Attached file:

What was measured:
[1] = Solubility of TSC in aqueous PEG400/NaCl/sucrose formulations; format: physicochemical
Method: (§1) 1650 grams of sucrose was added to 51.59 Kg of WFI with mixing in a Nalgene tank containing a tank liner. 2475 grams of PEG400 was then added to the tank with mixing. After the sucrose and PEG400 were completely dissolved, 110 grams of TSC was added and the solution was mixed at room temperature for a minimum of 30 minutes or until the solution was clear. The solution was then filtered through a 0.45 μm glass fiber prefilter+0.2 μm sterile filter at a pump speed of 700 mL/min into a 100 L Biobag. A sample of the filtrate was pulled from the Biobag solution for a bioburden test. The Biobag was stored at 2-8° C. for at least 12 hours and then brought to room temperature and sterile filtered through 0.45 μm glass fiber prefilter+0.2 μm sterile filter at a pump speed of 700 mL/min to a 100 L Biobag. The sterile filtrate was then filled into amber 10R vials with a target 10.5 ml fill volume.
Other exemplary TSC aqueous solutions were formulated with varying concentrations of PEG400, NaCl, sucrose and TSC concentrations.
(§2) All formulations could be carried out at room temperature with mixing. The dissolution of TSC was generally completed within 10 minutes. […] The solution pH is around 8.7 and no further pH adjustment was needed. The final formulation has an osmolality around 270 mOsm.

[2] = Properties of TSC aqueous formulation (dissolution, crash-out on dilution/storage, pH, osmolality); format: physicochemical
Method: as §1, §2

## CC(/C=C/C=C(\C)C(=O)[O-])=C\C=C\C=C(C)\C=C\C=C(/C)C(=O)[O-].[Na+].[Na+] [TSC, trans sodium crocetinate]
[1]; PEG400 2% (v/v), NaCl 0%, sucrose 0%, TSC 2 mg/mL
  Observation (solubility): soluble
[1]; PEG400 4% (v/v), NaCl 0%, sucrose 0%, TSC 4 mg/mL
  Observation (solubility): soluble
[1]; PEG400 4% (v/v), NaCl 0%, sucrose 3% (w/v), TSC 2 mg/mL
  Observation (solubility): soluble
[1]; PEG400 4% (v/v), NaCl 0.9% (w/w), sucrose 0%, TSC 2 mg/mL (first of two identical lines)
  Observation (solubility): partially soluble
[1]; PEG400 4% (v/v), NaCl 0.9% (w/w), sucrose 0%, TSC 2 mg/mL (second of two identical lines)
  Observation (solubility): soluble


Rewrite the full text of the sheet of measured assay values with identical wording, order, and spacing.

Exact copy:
What was measured:
[1] = Solubility of TSC in aqueous PEG400/NaCl/sucrose formulations; format: physicochemical
Method: (§1) 1650 grams of sucrose was added to 51.59 Kg of WFI with mixing in a Nalgene tank containing a tank liner. 2475 grams of PEG400 was then added to the tank with mixing. After the sucrose and PEG400 were completely dissolved, 110 grams of TSC was added and the solution was mixed at room temperature for a minimum of 30 minutes or until the solution was clear. The solution was then filtered through a 0.45 μm glass fiber prefilter+0.2 μm sterile filter at a pump speed of 700 mL/min into a 100 L Biobag. A sample of the filtrate was pulled from the Biobag solution for a bioburden test. The Biobag was stored at 2-8° C. for at least 12 hours and then brought to room temperature and sterile filtered through 0.45 μm glass fiber prefilter+0.2 μm sterile filter at a pump speed of 700 mL/min to a 100 L Biobag. The sterile filtrate was then filled into amber 10R vials with a target 10.5 ml fill volume.
Other exemplary TSC aqueous solutions were formulated with varying concentrations of PEG400, NaCl, sucrose and TSC concentrations.
(§2) All formulations could be carried out at room temperature with mixing. The dissolution of TSC was generally completed within 10 minutes. […] The solution pH is around 8.7 and no further pH adjustment was needed. The final formulation has an osmolality around 270 mOsm.

[2] = Properties of TSC aqueous formulation (dissolution, crash-out on dilution/storage, pH, osmolality); format: physicochemical
Method: as §1, §2

## CC(/C=C/C=C(\C)C(=O)[O-])=C\C=C\C=C(C)\C=C\C=C(/C)C(=O)[O-].[Na+].[Na+] [TSC, trans sodium crocetinate]
[1]; PEG400 2% (v/v), NaCl 0%, sucrose 0%, TSC 2 mg/mL
  Observation (solubility): soluble
[1]; PEG400 4% (v/v), NaCl 0%, sucrose 0%, TSC 4 mg/mL
  Observation (solubility): soluble
[1]; PEG400 4% (v/v), NaCl 0%, sucrose 3% (w/v), TSC 2 mg/mL
  Observation (solubility): soluble
[1]; PEG400 4% (v/v), NaCl 0.9% (w/w), sucrose 0%, TSC 2 mg/mL (first of two identical lines)
  Observation (solubility): partially soluble
[1]; PEG400 4% (v/v), NaCl 0.9% (w/w), sucrose 0%, TSC 2 mg/mL (second of two identical lines)
  Observation (solubility): soluble